• Ah... I am not sure I get the picture: Upon entering the photosphere, visibility wouldn't be the problem (the part about Raleigh scattering), but everything would be bright as... well, the sun. And as I go deeper, the wavelengths would go into the UV spectrum, so instead of being blinded by visible light, I'd be microwaved instead. Is that about right? – DevSolar Mar 25 '15 at 14:02
• @DevSolar That is exactly what I had in mind. However, I was hesitant to elaborate on one detail, and upon further research, my doubts are warranted. As you go deeper into the sun, the visible wavelengths will not decrease in intensity, because increasing temperature only adds more in shorter wavelengths, but doesn't subtract from long wavelengths. So you'll be microwaved, but you'll still be blinded in the visible spectrum. – Alan Rominger Mar 25 '15 at 15:04
• Sounds like lots of fun. :-D Thank you very much! – DevSolar Mar 25 '15 at 15:17

Well, I can give you a definitive answer to Q1, but my answer to Q2 would only be educated speculation. Perhaps some of the astrophysicists on here can be more help with that one.

However, before I tackle Q1, a very important disclaimer: Temperature is a measure of the average kinetic energy of the particles of an object, and cannot be used all by itself to determine the amount of heat that will be transferred to another object. The total thermal energy possessed by the corona will depend not only on the temperature, but also on the total amount of matter.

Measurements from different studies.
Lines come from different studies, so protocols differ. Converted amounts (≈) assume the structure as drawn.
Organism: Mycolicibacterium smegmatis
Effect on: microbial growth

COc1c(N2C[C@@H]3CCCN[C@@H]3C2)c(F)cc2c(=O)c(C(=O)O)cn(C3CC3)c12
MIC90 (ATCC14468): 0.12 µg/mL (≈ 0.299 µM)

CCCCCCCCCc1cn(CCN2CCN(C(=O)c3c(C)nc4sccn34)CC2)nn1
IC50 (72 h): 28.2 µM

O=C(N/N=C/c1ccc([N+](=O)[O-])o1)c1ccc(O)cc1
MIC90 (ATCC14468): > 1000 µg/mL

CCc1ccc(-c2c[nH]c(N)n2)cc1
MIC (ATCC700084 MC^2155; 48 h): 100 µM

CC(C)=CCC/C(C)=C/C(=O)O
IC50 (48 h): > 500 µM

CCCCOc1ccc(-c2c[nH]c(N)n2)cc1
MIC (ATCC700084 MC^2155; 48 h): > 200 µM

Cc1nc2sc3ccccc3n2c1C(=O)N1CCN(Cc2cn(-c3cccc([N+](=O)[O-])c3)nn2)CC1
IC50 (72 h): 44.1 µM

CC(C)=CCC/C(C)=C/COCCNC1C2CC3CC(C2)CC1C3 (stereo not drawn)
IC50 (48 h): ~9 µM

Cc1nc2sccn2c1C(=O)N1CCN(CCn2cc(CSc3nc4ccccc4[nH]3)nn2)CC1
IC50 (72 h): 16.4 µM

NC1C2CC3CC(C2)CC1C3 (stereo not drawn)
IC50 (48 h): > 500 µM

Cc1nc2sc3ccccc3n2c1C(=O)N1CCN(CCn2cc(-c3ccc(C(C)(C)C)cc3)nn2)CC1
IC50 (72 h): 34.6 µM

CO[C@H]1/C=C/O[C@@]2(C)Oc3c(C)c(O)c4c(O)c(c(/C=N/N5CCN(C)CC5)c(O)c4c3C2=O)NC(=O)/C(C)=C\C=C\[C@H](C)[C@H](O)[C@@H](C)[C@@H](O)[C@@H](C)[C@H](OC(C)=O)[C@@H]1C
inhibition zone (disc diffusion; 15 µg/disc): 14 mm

Using temperature all by itself can be very misleading, because if you have a gas with very low density, and very few total particles, you can easily have a measured temperature of several thousand Kelvin, especially if there's just a few very energetic particles in the mix. However, if the total number of particles is small, the total thermal energy of the substance will also be small.

The exact mechanism that allows the corona to have a much higher temperature than the surface of the sun is considered an open problem, so I will not speculate as to how the corona would heat to your spaceship, since we're not even certain how the corona is heated. However, the corona actually has little bearing on the answer to your question. Regardless of what the corona does (or doesn't do) to your spaceship, you're still getting fried.

The reason is due to heat transfer through radiation. You see, it's not necessary that two objects physically touch to exchange thermal energy. Objects called black bodies emit electromagnetic radiation. The frequency and amount of radiation emitted depends on the temperature of the black body.

The top curve in the above picture roughly represents the black body curve for the Sun. The y-axis shows intensity, and the x-axis shows the wavelengths emitted, which go from ultraviolet, to visible light, to infrared from left to right.